Stress –

Health Buzz: Stress Before Pregnancy Could Lower Baby’s Birth Weight
Chronic stress should be improved prior to pregnancy, researchers say.
By Samantha Costa | Staff Writer US NEWS
March 23, 2016, at 12:16 p.m.
Women with chronic stress are more likely to deliver a baby who weighs less at birth – even if the stress occurs before they become pregnant. That’s according to a study published online Feb. 4 in Health Psychology.
Low birth weight – less than 5 pounds, 8 ounces – affects about 1 in every 12 babies in the U.S., according to the March of Dimes.
In the new study, researchers at the University of California–Los Angeles analyzed data from 142 women who were participating in a study with the Community Child Health Network – a collaboration of health scientists and community partners that investigates mothers’ and children’s health in poor and ethnic minority families. That study examined how chronic stress affects new parents and their babies.
The UCLA researchers examined the saliva samples of women? from Los Angeles; the District of Columbia; Baltimore; Lake County, Illinois; ?and eastern North Carolina, one month after child’s birth and again when he or she was 6-, 12- and 18-months-old.? The women’s stress levels were measured based on blood pressure,? body mass index and cortisol levels – a hormone the body releases in response to stressful events.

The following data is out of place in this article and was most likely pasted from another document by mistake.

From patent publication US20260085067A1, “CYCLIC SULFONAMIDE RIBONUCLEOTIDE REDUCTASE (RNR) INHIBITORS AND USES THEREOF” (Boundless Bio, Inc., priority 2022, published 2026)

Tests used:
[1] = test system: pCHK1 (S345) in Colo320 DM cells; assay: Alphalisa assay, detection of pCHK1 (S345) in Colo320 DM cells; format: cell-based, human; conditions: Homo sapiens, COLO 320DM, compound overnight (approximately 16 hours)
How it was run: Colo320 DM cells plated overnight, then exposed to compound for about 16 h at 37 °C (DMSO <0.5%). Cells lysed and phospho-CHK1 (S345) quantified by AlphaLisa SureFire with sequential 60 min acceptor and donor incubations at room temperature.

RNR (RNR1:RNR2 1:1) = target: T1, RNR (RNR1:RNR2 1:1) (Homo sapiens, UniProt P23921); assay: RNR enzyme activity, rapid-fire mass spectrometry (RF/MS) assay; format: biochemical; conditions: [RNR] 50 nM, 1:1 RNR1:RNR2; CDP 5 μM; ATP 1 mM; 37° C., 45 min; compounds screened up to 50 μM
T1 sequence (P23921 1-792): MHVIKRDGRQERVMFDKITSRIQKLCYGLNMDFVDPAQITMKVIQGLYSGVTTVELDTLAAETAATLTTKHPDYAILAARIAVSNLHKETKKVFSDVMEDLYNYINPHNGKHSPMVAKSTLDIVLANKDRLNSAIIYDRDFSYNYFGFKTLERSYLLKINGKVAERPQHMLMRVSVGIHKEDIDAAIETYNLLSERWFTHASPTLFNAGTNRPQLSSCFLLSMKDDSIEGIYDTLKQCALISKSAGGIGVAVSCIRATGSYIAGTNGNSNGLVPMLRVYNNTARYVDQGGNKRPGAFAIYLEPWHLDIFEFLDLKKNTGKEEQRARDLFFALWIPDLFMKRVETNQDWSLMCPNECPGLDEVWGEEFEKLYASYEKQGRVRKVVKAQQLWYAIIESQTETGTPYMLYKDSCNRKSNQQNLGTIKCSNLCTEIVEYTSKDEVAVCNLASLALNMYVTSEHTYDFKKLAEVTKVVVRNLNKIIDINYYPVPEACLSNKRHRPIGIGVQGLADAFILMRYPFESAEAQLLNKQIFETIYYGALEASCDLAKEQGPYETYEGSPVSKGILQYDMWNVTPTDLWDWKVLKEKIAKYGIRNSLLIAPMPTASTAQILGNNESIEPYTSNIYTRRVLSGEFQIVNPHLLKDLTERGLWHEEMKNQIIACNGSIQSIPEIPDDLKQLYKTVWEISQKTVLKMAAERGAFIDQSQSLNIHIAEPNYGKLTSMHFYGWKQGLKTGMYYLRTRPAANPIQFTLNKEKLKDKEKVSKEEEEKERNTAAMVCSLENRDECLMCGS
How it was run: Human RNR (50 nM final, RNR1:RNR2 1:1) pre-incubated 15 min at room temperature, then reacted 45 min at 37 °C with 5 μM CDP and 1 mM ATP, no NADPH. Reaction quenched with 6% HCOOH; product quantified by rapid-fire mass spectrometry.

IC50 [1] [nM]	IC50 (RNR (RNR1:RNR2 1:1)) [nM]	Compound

Researchers found that elevated cortisol patterns linked to stress were associated with delivering a baby that weighs less at birth. Interviews with participants revealed their biggest stressors were related to finances, family relationships, neighborhood, a family death, interpersonal violence and racism.
Women’s cortisol levels normally increase by two to four times during pregnancy.? Once levels increase beyond that, there’s a risk of reduced blood flow to the fetus, which can affect ??growth and development. Women should try to reducing stress well ahead of planning a pregnancy?, says study author Chris Dunkel Schetter, a professor of psychology at UCLA.
“Improving pre-conception health can profoundly improve our overall health,” she said in a UCLA press release. “Women should treat depression, evaluate and treat stress, be sure they are in a healthy relationship, be physically active, stop smoking and gather family support. All of the things that create an optimal pregnancy and healthy life for the mother should be done before getting pregnant.”
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